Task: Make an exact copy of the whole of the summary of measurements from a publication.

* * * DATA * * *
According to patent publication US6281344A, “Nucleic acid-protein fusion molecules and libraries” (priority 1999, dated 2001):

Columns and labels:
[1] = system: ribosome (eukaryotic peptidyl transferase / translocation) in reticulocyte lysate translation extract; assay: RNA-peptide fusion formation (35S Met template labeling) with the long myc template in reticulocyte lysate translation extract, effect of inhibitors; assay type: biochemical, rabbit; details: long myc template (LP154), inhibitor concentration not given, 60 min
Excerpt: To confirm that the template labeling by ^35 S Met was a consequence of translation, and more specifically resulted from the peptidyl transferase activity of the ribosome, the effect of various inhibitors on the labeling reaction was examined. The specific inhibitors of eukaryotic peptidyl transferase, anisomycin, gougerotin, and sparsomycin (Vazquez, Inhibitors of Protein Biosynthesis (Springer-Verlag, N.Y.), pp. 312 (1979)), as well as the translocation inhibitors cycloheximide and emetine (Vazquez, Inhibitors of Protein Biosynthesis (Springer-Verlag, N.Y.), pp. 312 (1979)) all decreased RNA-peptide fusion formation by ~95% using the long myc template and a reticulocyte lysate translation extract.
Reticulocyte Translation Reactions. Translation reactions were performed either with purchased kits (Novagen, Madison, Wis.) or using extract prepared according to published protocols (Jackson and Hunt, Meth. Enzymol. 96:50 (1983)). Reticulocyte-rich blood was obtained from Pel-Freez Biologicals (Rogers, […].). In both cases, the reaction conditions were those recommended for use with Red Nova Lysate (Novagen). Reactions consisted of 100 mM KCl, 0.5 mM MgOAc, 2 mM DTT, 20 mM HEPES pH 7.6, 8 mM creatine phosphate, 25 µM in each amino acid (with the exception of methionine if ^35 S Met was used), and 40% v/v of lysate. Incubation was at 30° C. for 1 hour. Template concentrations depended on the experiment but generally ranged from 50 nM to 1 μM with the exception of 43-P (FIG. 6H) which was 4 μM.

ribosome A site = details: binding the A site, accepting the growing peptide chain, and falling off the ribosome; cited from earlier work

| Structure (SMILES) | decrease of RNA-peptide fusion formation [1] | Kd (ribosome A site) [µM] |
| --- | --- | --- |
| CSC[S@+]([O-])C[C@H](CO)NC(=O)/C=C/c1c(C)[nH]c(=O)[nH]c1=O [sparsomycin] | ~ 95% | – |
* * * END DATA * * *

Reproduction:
According to patent publication US6281344A, “Nucleic acid-protein fusion molecules and libraries” (priority 1999, dated 2001):

Columns and labels:
[1] = system: ribosome (eukaryotic peptidyl transferase / translocation) in reticulocyte lysate translation extract; assay: RNA-peptide fusion formation (35S Met template labeling) with the long myc template in reticulocyte lysate translation extract, effect of inhibitors; assay type: biochemical, rabbit; details: long myc template (LP154), inhibitor concentration not given, 60 min
Excerpt: To confirm that the template labeling by ^35 S Met was a consequence of translation, and more specifically resulted from the peptidyl transferase activity of the ribosome, the effect of various inhibitors on the labeling reaction was examined. The specific inhibitors of eukaryotic peptidyl transferase, anisomycin, gougerotin, and sparsomycin (Vazquez, Inhibitors of Protein Biosynthesis (Springer-Verlag, N.Y.), pp. 312 (1979)), as well as the translocation inhibitors cycloheximide and emetine (Vazquez, Inhibitors of Protein Biosynthesis (Springer-Verlag, N.Y.), pp. 312 (1979)) all decreased RNA-peptide fusion formation by ~95% using the long myc template and a reticulocyte lysate translation extract.
Reticulocyte Translation Reactions. Translation reactions were performed either with purchased kits (Novagen, Madison, Wis.) or using extract prepared according to published protocols (Jackson and Hunt, Meth. Enzymol. 96:50 (1983)). Reticulocyte-rich blood was obtained from Pel-Freez Biologicals (Rogers, […].). In both cases, the reaction conditions were those recommended for use with Red Nova Lysate (Novagen). Reactions consisted of 100 mM KCl, 0.5 mM MgOAc, 2 mM DTT, 20 mM HEPES pH 7.6, 8 mM creatine phosphate, 25 µM in each amino acid (with the exception of methionine if ^35 S Met was used), and 40% v/v of lysate. Incubation was at 30° C. for 1 hour. Template concentrations depended on the experiment but generally ranged from 50 nM to 1 μM with the exception of 43-P (FIG. 6H) which was 4 μM.

ribosome A site = details: binding the A site, accepting the growing peptide chain, and falling off the ribosome; cited from earlier work

| Structure (SMILES) | decrease of RNA-peptide fusion formation [1] | Kd (ribosome A site) [µM] |
| --- | --- | --- |
| CSC[S@+]([O-])C[C@H](CO)NC(=O)/C=C/c1c(C)[nH]c(=O)[nH]c1=O [sparsomycin] | ~ 95% | – |